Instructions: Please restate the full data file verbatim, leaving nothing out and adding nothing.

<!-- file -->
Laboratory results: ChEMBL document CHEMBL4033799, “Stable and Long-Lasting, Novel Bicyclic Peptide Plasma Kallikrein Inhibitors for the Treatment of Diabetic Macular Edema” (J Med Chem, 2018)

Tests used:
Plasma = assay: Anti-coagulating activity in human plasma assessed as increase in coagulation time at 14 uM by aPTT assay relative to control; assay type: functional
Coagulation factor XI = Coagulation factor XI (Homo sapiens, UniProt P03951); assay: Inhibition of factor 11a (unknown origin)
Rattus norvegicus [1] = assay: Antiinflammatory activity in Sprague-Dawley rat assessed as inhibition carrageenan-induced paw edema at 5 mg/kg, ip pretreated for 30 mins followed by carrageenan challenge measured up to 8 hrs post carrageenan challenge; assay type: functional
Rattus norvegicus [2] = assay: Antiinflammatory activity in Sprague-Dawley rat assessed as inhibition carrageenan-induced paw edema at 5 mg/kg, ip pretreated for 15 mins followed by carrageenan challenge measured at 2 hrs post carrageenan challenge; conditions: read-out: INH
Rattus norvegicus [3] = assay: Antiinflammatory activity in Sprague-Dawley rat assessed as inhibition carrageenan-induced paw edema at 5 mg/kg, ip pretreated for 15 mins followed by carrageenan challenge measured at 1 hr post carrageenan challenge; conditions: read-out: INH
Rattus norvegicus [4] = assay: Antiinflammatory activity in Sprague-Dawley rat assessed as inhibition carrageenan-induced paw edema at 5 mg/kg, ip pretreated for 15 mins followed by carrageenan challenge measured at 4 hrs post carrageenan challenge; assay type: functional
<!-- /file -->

Laboratory results: ChEMBL document CHEMBL4033799, “Stable and Long-Lasting, Novel Bicyclic Peptide Plasma Kallikrein Inhibitors for the Treatment of Diabetic Macular Edema” (J Med Chem, 2018)

Tests used:
Plasma = assay: Anti-coagulating activity in human plasma assessed as increase in coagulation time at 14 uM by aPTT assay relative to control; assay type: functional
Coagulation factor XI = Coagulation factor XI (Homo sapiens, UniProt P03951); assay: Inhibition of factor 11a (unknown origin)
Rattus norvegicus [1] = assay: Antiinflammatory activity in Sprague-Dawley rat assessed as inhibition carrageenan-induced paw edema at 5 mg/kg, ip pretreated for 30 mins followed by carrageenan challenge measured up to 8 hrs post carrageenan challenge; assay type: functional
Rattus norvegicus [2] = assay: Antiinflammatory activity in Sprague-Dawley rat assessed as inhibition carrageenan-induced paw edema at 5 mg/kg, ip pretreated for 15 mins followed by carrageenan challenge measured at 2 hrs post carrageenan challenge; conditions: read-out: INH
Rattus norvegicus [3] = assay: Antiinflammatory activity in Sprague-Dawley rat assessed as inhibition carrageenan-induced paw edema at 5 mg/kg, ip pretreated for 15 mins followed by carrageenan challenge measured at 1 hr post carrageenan challenge; conditions: read-out: INH
Rattus norvegicus [4] = assay: Antiinflammatory activity in Sprague-Dawley rat assessed as inhibition carrageenan-induced paw edema at 5 mg/kg, ip pretreated for 15 mins followed by carrageenan challenge measured at 4 hrs post carrageenan challenge; assay type: functional